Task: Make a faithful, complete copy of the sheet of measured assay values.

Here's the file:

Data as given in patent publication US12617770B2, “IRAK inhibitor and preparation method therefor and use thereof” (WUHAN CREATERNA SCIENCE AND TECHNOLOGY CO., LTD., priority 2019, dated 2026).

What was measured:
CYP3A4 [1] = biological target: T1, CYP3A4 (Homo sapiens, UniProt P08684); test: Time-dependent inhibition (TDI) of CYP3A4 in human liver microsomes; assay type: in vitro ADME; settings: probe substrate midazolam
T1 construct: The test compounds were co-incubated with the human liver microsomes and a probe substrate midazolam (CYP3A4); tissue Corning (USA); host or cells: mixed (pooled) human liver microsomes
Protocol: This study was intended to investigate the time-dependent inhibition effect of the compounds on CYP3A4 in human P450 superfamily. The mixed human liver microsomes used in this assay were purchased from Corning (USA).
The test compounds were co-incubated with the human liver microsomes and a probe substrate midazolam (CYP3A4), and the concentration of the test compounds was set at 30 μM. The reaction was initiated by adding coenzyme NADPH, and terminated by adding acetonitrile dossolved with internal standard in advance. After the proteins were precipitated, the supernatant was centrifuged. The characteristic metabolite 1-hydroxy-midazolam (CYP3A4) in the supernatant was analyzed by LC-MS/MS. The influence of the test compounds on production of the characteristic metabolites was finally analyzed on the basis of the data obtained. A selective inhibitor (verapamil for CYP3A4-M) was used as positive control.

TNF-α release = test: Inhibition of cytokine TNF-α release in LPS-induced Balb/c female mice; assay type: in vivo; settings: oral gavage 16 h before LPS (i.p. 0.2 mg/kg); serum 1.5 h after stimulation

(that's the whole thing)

Data as given in patent publication US12617770B2, “IRAK inhibitor and preparation method therefor and use thereof” (WUHAN CREATERNA SCIENCE AND TECHNOLOGY CO., LTD., priority 2019, dated 2026).

What was measured:
CYP3A4 [1] = biological target: T1, CYP3A4 (Homo sapiens, UniProt P08684); test: Time-dependent inhibition (TDI) of CYP3A4 in human liver microsomes; assay type: in vitro ADME; settings: probe substrate midazolam
T1 construct: The test compounds were co-incubated with the human liver microsomes and a probe substrate midazolam (CYP3A4); tissue Corning (USA); host or cells: mixed (pooled) human liver microsomes
Protocol: This study was intended to investigate the time-dependent inhibition effect of the compounds on CYP3A4 in human P450 superfamily. The mixed human liver microsomes used in this assay were purchased from Corning (USA).
The test compounds were co-incubated with the human liver microsomes and a probe substrate midazolam (CYP3A4), and the concentration of the test compounds was set at 30 μM. The reaction was initiated by adding coenzyme NADPH, and terminated by adding acetonitrile dossolved with internal standard in advance. After the proteins were precipitated, the supernatant was centrifuged. The characteristic metabolite 1-hydroxy-midazolam (CYP3A4) in the supernatant was analyzed by LC-MS/MS. The influence of the test compounds on production of the characteristic metabolites was finally analyzed on the basis of the data obtained. A selective inhibitor (verapamil for CYP3A4-M) was used as positive control.

TNF-α release = test: Inhibition of cytokine TNF-α release in LPS-induced Balb/c female mice; assay type: in vivo; settings: oral gavage 16 h before LPS (i.p. 0.2 mg/kg); serum 1.5 h after stimulation